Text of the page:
I recently got a message from Melissa Birmingham stating that the sign would be removed and relocated to the business that she and her husband Greg operate across the highway, the Cooperville Caboose restaurant. I was sad to hear that it would be removed but less so after talking to Melissa. She invited me to come up and document the removal of the sign.

Paradise Restaurant Sign Removal Cooperville GA Photgraph Copyright Brian Brown Vanishing South Georgia USA 2016

Dollar General bought the property on the corner that includes the historic sign and their plans were to scrap it. Melissa and Greg knew that the loss of the sign would be a blow to the community and saving it isn’t a publicity stunt. It’s where preservation and community involvement come together for good results.  The Sylvania Telephone (newspaper) and Screven County Chamber of Commerce were present to witness the event.

Paradise Restaurant Sign Cooperville GA Across the Highway Photograph Copyright Brian Brown Vanishing South Georgia USA 2016

Greg made getting the sign across US 301 look easy.

Paradise Restaurant Sign Relocation Cooperville GA Photograph Copyright Brian Brown Vanishing South Georgia USA 2016

It made its way through the trees behind the post office.

Greg Melissa Birmingham Saving the Cooperville GA Paradise Restaurant Sign Photograph Copyright Brian Brown Vanishing South Georgia USA 2016

Melissa & Greg took a break and posed for a photo.

Bringing the Paradise Restaurant Sign Through Fuel America Parking Lot Cooperville GA Photograph Copyright Brian Brown Vanishing South Georgia USA 2016

One of my favorite shots was seeing it pass through the parking lot of Fuel America.

Paradise Restaurant Sign at New Location Cooperville Caboose Restaurant Photograph Copyright Brian Brown Vanishing South Georgia USA 2016

This is where it will rest until it’s refurbished and raised at the Birmingham’s business, Cooperville Caboose.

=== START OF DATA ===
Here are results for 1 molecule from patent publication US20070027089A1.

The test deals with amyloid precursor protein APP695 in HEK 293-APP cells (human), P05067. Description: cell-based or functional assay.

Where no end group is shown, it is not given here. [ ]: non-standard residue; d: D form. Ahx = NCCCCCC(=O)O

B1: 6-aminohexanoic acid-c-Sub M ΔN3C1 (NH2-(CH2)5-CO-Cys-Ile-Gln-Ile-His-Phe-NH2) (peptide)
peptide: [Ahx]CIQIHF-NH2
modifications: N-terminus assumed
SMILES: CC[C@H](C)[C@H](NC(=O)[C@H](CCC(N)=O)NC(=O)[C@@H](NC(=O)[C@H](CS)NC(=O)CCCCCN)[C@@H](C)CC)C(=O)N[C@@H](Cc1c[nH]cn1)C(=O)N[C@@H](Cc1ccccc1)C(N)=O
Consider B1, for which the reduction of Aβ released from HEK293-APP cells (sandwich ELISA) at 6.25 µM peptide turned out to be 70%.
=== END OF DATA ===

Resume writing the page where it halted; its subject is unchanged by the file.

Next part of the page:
Securing the Paradise Restaurant Sign at Cooperville Caboose Photograph Copyright Brian Brown Vanishing South Georgia USA 2016

The sign is hollow and rusty so lowering it was a bit tricky.

Lowering the Paradise Restaurant Sign Cooperville GA Photograph Copyright Brian Brown Vanishing South Georgia USA 2016

With help from volunteers and well-wishers, the move was successful.

Inspecting the Spinning Top of the Paradise Restaurant Sign Cooperville GA Photograph Copyright Brian Brown Vanishing South Georgia USA 2016

The spinning star that tops the sign actually turns.

Paradise Restaurant Sign Moving Volunteers Cooperville GA Photograph Copyright Brian Brown Vanishing South Georgia USA 2016

It looks like the volunteers enjoyed the day, as did I. Melissa sent me packing with great barbecue and slaw. Please stop by and say hello the next time you’re passing through. Check out their Facebook page for hours, menus, and progress on the sign’s restoration.  https://www.facebook.com/Cooperville-Caboose-871869876254111/?fref=ts

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Paradise Restaurant & Sign, 2012

 

 

 

 

 

 

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Pyramidal Roof Tenant Farmhouse, Screven County

Screven County GA Abandoned Pyramidal Roof Tenant Farmhouse Photograph Copyright Brian Brown Vanishing South Georgia USA 2016

This was once a common style but very few survive today. It’s located just outside Sylvania on US 301.